Harry and the Snow King by Ian Whybrow
|Harry and the Snow King by Ian Whybrow and Adrian Reynolds|
|Category: For Sharing|
|Reviewer: Sue Magee|
|Summary: A delightful vignette of family life in winter and featuring Harry, Sam, Mum and Nan. Text that's a pleasure to read is accompanied by wonderful illustrations. Recommended.|
|Buy? Yes||Borrow? Yes|
|Pages: 32||Date: October 2007|
|Publisher: Puffin Books|
|External links: Author's website|
Harry loves snow and he watched from the window as he saw some falling. When he went outside he caught a flake of snow on his tongue. It was just right and he could wait no longer to build a snow king. Unfortunately this meant that he had to gather the snow with a spoon and plate - from the corner by the woodpile, by the henhouse and if you were very careful you could even scoop it off the leaves. It took him all morning but eventually he had his snow king, with holly berries for buttons and leaves for a crown. His sister Sam called him in for lunch and he showed them all the snow king. Sam said it would be too warm to bring the snow king inside, so Harry left him on a wall, but when he went back outside, the snow king had gone.
I do love Ian Whybrow's Harry stories. He's a real lad, just at the age when he's obsessive enough about making a miniature snowman to stay outside all morning despite there not being enough snow and finally in the face of hunger. The thought that the snow king might have melted never crossed his mind. He has, naturally, been kidnapped and Mum only just stops him ringing the police. Whybrow has the relationships within the family perfectly - Harry throwing his bread at his sister Sam when she annoys him, or Sam calling him 'Stupid' when he stays outside until his soup goes cold, but still warning him not to bring the snow king inside as it would be too warm. It's simply a delightful vignette of family life, albeit spread over three generations and with Harry the sole male.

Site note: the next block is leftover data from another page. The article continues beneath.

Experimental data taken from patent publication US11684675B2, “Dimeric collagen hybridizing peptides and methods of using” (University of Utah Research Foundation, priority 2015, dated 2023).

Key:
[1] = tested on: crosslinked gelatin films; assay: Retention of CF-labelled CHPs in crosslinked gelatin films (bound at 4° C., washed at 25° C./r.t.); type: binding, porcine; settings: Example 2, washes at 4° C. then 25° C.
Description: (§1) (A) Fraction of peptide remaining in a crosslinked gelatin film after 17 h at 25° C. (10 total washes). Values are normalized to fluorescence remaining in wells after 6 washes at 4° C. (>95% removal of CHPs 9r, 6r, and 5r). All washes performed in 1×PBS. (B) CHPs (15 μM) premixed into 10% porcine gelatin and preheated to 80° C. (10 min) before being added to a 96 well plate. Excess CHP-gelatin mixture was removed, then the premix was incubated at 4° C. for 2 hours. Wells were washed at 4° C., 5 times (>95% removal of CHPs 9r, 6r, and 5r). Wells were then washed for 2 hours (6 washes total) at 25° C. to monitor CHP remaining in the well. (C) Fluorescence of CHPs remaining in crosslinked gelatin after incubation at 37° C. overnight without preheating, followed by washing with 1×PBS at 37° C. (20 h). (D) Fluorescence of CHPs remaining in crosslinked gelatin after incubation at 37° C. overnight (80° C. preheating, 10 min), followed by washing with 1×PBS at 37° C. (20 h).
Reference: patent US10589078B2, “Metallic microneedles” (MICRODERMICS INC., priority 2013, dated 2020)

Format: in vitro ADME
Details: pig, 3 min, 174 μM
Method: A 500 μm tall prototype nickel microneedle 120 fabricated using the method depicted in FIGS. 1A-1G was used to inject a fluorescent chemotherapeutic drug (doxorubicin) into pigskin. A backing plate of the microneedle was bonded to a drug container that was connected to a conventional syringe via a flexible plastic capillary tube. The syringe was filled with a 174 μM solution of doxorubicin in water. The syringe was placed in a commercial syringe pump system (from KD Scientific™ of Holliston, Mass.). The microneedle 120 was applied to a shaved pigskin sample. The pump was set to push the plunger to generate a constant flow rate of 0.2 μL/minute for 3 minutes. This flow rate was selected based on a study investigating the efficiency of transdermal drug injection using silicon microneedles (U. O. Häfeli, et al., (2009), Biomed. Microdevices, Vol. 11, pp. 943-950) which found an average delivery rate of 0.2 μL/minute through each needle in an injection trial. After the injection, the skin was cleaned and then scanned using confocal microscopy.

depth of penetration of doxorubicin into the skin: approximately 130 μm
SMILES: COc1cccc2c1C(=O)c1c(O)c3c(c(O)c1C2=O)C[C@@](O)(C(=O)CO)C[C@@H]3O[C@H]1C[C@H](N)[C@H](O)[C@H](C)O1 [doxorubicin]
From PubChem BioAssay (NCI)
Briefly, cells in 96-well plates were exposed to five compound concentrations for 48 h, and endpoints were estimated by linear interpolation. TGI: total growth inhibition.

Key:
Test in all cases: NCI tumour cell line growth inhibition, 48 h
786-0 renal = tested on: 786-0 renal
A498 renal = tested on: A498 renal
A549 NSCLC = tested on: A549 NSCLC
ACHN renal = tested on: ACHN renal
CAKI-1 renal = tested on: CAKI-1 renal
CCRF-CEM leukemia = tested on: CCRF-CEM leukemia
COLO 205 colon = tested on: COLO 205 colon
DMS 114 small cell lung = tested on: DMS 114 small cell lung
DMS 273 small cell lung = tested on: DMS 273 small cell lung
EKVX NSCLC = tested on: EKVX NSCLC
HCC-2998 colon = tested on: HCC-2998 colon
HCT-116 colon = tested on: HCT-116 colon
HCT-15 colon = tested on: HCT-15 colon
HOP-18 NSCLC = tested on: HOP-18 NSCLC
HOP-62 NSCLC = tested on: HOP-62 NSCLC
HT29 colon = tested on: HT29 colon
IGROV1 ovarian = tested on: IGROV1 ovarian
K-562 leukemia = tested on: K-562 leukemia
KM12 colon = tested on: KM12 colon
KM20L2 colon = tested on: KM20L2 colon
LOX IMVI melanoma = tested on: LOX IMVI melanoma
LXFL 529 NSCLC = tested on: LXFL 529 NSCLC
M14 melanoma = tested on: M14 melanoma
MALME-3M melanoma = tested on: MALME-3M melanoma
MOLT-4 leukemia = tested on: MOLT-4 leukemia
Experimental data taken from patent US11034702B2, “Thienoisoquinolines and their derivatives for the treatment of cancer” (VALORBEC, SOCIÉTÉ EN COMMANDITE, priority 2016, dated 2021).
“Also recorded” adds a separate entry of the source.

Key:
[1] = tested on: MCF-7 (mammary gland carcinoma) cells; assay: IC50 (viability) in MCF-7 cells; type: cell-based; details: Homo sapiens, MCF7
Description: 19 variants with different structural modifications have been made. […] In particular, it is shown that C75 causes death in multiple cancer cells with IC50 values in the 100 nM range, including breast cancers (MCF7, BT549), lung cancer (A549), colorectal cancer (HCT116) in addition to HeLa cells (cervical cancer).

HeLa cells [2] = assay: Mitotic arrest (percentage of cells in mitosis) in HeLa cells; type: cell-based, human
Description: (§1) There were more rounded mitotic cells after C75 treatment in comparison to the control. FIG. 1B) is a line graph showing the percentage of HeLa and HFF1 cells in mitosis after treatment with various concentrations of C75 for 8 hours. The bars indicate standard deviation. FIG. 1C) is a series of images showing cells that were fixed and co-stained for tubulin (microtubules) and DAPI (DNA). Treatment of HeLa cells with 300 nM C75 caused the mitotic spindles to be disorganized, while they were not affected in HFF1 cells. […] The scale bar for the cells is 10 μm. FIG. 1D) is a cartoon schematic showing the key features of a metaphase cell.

It's a story that will appeal to both boys and girls. Although Harry is the main character he's well balanced by Sam, Mum and Nan. Sam's a vivid character for all her lethargy and I suspect that she easily has the better of Harry.
The illustrations by Adrian Reynolds really lift the story out of the ordinary. The drawings are deceptively simple - eyes are mere dots and mouths just simple lines, but there is a picture of Sam in her heavy boots, flowery tights and short skirt which just shouts teenage angst. It's attitude in watercolour. The pictures illustrate the story rather than adding to it, but they are a real treat.
It's a charming winter story for the four- to seven-year-old age group, with more universal appeal than the Christmas stories which tend to lose their charm come January. The text is good to read aloud and new readers will find some difficult words but the illustrations are so specific that they should be able to work them out without too many problems.
I'd like to thank the publishers for sending this book to The Bookbag.
If you were looking for a (non-religious) Christmas story then Bookbag can recommend The Christmas Unicorn by Anna Currey.
You can read more book reviews or buy Harry and the Snow King by Ian Whybrow at Amazon.co.uk.
You can read more book reviews or buy Harry and the Snow King by Ian Whybrow at Amazon.com.
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